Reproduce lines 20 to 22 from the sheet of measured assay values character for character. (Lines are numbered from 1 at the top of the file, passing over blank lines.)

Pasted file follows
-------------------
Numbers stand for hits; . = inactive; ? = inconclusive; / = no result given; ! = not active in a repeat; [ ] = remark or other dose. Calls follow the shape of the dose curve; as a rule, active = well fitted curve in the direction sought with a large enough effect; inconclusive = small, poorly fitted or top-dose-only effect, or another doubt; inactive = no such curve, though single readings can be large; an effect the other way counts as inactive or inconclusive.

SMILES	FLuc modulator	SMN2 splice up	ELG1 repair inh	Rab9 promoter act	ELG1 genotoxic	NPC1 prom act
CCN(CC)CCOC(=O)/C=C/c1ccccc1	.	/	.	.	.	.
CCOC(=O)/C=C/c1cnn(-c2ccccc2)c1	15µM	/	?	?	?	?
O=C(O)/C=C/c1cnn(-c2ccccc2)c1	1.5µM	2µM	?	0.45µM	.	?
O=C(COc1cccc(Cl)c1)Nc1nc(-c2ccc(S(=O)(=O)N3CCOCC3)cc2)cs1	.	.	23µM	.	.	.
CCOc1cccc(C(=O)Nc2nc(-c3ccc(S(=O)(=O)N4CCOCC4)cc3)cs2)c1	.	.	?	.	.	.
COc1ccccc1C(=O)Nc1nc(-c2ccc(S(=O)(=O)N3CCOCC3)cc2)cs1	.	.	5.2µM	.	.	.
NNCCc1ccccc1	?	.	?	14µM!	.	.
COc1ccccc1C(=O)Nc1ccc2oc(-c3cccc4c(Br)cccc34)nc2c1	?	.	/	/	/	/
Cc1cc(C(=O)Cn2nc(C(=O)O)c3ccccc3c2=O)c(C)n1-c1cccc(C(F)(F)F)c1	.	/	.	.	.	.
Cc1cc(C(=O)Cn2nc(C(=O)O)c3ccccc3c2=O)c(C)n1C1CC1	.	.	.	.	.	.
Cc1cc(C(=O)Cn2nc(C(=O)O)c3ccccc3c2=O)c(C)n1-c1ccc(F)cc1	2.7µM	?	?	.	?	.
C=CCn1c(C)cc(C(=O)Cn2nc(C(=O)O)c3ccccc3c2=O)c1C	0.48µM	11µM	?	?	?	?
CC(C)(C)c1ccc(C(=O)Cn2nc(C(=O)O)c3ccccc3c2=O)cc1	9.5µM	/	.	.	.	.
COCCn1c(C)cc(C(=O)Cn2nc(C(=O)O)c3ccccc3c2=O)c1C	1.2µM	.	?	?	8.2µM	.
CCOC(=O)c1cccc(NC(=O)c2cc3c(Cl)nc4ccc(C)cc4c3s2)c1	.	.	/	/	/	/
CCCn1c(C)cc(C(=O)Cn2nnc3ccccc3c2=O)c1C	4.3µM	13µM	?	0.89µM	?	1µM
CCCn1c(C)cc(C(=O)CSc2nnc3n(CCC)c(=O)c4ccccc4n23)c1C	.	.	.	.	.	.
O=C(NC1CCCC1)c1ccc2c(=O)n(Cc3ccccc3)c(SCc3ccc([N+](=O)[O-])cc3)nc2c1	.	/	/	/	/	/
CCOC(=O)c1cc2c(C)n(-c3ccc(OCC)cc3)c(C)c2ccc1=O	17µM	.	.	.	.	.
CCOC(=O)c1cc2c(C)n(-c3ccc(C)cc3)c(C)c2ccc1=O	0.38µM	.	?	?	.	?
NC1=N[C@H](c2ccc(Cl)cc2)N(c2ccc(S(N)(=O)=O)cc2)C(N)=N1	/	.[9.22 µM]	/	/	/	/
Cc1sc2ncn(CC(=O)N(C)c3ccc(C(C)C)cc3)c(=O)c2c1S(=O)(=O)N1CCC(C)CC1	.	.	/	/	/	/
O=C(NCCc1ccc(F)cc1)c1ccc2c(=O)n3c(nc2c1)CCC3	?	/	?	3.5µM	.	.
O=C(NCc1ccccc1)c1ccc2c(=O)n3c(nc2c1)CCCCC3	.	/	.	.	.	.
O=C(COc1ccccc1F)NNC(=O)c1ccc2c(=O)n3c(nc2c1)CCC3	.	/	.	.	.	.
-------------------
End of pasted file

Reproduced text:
O=C(NC1CCCC1)c1ccc2c(=O)n(Cc3ccccc3)c(SCc3ccc([N+](=O)[O-])cc3)nc2c1	.	/	/	/	/	/
CCOC(=O)c1cc2c(C)n(-c3ccc(OCC)cc3)c(C)c2ccc1=O	17µM	.	.	.	.	.
CCOC(=O)c1cc2c(C)n(-c3ccc(C)cc3)c(C)c2ccc1=O	0.38µM	.	?	?	.	?